Everglades National Park

Everglades National Park

National Park · Florida, United States
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Everglades National Park is an American national park that protects the southern twenty percent of the original Everglades in Florida. The park is the largest tropical wilderness in the United States and the largest wilderness of any kind east of the Mississippi River. An average of one million people visit the park each year. Everglades is the third-largest national park in the contiguous United States after Death Valley and Yellowstone.

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This massive national park spans 1.5 million acres of wetlands. There’s no place in the world like it, and it’s within driving distance of downtown Miami. See alligators, cranes, turtles, manatees and even panthers roam their native habitat freely. With three separate entrances, visitors can explore on foot, on a bicycle and via boat. Have you ever zipped to marshes on an airboat? It’s the most exhilarating way to see the Everglades, and now’s your chance.
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The Everglades are a unique environment where American Alligators and American Crocodiles coexist, offering visitors a chance to observe both reptiles in their natural habitat. American Alligators can be seen lounging or sunbathing along the water, while American Crocodiles are often lurking in the waters. While they may appear like statues, they can react with lighting speed, so be sure to know the park’s safety guidelines and regulations before visiting.
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Sam Sanchez: “Many don’t know that the Everglades is actually one of the world’s largest subtropical wildernesses. I grew up in Miami and remember going on school trips here. An airboat tour is a must-do experience. For a run, I recommend the Shark Valley trail, which is a 15-mile loop. Make sure to wear mosquito repellent, bring plenty of water, and wear sunscreen and a hat—it can get very hot, especially in summer. Bring a camera and keep your eyes peeled for crocodiles.”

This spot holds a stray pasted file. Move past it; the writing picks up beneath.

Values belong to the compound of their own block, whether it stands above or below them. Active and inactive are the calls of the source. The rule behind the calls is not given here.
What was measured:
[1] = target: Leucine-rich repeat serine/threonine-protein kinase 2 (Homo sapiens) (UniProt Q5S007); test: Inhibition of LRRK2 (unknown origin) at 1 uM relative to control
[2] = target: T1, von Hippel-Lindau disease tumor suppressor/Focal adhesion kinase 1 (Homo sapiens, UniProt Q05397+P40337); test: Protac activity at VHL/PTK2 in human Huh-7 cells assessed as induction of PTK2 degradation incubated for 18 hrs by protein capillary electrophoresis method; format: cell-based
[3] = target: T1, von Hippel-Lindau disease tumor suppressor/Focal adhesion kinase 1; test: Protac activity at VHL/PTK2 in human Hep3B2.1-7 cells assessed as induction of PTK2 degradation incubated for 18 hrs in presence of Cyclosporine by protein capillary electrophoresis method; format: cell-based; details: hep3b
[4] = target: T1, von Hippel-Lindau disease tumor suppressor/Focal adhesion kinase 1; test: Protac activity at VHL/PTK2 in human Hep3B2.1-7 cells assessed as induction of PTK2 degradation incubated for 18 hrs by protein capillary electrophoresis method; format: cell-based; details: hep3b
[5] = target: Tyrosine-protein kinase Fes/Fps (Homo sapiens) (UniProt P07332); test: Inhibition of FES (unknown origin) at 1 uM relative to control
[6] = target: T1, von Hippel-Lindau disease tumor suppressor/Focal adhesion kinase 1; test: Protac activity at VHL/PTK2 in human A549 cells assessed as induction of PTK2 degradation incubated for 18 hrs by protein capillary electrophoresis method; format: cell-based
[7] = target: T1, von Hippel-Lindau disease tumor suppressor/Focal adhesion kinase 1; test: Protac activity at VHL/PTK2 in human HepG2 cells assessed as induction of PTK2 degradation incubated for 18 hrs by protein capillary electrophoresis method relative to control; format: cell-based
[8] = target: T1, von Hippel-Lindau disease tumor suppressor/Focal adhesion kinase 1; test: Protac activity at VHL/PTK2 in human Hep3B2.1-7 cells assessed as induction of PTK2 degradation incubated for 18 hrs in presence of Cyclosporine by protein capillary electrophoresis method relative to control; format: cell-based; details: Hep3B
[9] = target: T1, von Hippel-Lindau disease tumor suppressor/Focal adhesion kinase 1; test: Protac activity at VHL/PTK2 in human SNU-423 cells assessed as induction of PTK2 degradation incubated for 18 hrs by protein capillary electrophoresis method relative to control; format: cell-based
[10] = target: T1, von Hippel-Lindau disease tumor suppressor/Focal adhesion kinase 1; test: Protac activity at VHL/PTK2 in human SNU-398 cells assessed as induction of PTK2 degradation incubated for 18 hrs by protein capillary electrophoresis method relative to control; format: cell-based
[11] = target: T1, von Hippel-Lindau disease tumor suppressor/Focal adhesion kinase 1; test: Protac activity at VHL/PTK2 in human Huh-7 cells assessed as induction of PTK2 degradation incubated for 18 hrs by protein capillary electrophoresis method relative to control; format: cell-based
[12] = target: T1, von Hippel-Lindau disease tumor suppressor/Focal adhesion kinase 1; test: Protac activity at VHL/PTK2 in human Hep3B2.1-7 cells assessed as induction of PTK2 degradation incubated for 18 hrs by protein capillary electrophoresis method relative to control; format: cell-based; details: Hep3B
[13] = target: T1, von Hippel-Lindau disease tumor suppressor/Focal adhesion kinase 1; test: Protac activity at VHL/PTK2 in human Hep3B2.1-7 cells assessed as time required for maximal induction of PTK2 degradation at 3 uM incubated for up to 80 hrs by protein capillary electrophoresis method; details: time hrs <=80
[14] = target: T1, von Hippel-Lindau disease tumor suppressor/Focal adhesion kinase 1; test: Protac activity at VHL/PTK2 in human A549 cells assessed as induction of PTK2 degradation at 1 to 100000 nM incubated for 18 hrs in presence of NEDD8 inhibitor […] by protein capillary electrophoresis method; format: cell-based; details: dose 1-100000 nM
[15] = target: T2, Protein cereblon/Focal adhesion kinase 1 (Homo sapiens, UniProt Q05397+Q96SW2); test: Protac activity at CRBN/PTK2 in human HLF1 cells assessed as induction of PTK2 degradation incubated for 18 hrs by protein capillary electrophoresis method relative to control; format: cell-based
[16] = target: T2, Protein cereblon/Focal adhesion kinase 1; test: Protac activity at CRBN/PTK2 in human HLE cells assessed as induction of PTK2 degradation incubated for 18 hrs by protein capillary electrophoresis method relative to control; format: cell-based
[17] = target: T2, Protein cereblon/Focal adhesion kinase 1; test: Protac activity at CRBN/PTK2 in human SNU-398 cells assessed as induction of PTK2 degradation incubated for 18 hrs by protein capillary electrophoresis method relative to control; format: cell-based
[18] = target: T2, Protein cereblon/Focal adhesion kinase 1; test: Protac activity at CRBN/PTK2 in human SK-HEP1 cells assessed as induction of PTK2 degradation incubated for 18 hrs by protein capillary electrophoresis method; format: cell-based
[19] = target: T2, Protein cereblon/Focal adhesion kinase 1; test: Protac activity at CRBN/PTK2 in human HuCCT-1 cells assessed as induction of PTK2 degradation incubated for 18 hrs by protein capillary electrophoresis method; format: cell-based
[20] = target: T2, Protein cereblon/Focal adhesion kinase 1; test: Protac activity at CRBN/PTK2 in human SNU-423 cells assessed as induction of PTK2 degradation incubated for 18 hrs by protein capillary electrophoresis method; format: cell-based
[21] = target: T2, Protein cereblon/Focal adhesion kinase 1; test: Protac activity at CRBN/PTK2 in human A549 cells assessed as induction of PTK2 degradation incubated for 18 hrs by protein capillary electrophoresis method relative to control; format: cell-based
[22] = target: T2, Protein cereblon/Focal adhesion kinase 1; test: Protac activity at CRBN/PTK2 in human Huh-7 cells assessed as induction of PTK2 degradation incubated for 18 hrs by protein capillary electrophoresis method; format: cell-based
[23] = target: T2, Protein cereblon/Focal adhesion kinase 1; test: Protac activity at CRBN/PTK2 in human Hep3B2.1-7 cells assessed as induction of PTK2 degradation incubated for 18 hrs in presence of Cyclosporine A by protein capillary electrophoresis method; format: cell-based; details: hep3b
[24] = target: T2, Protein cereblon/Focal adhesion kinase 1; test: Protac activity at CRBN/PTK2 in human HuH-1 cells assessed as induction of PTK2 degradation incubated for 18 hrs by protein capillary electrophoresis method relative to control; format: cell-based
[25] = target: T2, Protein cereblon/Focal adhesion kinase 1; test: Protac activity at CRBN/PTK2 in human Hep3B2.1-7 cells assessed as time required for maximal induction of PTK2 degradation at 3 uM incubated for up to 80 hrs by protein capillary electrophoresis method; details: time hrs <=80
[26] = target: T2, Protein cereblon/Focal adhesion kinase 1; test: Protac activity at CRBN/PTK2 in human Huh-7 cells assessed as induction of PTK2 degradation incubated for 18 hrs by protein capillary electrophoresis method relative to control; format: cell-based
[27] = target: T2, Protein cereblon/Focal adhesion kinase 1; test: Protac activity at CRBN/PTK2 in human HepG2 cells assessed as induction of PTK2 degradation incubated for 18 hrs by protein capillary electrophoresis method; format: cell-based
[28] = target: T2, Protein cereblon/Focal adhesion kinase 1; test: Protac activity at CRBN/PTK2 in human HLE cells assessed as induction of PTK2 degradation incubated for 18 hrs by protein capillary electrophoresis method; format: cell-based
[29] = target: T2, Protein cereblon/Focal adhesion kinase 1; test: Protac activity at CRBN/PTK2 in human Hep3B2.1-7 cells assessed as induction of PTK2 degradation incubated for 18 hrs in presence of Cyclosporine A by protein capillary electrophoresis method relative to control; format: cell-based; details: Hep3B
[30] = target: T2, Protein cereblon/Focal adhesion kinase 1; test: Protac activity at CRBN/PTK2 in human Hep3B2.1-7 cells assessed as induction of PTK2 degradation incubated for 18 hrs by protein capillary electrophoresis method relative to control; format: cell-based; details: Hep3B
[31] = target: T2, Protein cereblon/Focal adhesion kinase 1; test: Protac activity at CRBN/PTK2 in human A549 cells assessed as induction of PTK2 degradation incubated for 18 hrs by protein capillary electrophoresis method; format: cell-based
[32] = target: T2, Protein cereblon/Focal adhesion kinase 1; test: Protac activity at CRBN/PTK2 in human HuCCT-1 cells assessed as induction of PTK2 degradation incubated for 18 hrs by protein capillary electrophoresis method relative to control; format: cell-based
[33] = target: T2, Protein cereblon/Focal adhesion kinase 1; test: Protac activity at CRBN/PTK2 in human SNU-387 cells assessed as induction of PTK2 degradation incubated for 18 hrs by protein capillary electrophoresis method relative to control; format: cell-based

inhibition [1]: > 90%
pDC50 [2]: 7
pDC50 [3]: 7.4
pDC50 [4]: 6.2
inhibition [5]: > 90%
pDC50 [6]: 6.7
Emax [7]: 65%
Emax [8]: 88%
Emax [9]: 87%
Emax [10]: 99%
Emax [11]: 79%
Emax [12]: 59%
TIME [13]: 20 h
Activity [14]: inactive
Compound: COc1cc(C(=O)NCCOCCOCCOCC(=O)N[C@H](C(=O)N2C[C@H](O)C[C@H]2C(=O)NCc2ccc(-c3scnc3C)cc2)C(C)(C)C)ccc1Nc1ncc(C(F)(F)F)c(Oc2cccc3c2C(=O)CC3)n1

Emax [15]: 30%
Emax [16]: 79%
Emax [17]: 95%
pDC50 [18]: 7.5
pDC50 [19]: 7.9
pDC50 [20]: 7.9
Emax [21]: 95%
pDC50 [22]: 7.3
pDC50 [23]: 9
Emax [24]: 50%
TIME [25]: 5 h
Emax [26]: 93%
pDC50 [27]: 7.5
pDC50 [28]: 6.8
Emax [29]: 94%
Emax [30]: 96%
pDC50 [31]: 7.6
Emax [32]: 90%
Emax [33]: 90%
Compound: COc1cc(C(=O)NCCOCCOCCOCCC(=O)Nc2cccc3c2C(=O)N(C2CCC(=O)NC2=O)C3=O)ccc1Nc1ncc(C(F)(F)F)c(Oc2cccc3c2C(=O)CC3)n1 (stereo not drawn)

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This 75-year-old park covers more than 1.5 million acres, stretching from Everglades City to Miami. It’s the largest wetlands area in the world and has nine distinct habitats teeming with wildlife. There are ample ways to explore this place that’s singular on earth—rent a kayak or canoe to see it all from the water, take a guided hike, cruise around by tram, or sleep under the park’s super-starry skies by camping overnight.
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Everglades National Park is a revealing place to slog through the marsh. What will it take to restore this unique landscape of water and sky? On the "Field Trip" podcast, Lillian Cunningham steps back in time to explore how past mistakes devastated the “River of Grass.” Along the way, the park’s wildlife has a thing or two to say. Listen now as you embark on an Everglades adventure.
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Explore the beauty of Everglades National Park, one of the most unique ecosystems in the world. It’s also one of the most exciting places in Miami to explore with kids. These lush subtropical wetlands occupy 1.5 million acres of sawgrass prairies, hardwood hammocks, freshwater marshes and a diverse population of wildlife that includes bald eagles, white-tailed deer and, of course, alligators. Glide through wetlands in a kayak or take a naturalist-led tour.